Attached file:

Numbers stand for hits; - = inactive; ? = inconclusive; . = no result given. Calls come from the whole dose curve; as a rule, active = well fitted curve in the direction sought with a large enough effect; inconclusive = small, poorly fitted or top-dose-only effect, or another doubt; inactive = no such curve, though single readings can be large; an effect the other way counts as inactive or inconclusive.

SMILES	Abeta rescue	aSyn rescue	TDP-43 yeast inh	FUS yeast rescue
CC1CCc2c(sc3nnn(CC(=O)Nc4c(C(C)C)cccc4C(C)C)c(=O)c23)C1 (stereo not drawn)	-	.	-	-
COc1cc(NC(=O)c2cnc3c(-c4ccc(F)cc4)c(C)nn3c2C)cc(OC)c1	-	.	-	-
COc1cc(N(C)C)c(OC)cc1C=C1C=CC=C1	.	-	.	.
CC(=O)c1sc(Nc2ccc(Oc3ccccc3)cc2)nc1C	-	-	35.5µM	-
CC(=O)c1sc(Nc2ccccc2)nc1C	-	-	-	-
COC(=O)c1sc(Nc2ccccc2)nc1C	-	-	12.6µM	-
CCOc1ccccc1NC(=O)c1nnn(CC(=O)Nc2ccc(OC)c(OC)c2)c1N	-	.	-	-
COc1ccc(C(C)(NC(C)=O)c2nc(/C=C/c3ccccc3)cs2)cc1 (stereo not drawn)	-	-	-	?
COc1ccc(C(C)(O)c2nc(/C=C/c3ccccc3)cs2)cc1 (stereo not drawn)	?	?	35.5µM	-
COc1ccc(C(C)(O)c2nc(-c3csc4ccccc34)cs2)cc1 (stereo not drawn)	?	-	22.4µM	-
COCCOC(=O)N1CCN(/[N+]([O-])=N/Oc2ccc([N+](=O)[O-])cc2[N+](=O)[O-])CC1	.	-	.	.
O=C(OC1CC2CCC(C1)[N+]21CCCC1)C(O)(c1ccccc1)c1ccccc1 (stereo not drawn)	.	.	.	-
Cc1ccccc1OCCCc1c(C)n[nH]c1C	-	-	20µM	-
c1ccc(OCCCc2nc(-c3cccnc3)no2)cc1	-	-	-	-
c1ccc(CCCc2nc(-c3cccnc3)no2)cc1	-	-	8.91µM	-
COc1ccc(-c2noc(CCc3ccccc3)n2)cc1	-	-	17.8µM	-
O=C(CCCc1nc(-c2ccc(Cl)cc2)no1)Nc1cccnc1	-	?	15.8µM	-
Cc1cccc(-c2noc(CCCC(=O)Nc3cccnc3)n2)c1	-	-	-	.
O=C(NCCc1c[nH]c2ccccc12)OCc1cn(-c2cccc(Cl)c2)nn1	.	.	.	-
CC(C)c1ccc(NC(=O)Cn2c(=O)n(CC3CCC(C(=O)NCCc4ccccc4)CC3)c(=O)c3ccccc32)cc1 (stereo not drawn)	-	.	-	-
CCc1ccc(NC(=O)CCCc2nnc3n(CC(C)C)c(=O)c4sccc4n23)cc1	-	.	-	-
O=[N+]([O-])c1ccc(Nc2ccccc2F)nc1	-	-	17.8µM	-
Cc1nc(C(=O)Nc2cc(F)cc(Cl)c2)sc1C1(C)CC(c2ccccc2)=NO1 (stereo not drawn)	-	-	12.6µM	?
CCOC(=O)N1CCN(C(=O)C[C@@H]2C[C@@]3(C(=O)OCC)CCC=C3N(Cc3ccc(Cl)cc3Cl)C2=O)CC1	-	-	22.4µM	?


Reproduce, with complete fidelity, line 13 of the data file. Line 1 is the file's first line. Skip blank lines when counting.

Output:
COCCOC(=O)N1CCN(/[N+]([O-])=N/Oc2ccc([N+](=O)[O-])cc2[N+](=O)[O-])CC1	.	-	.	.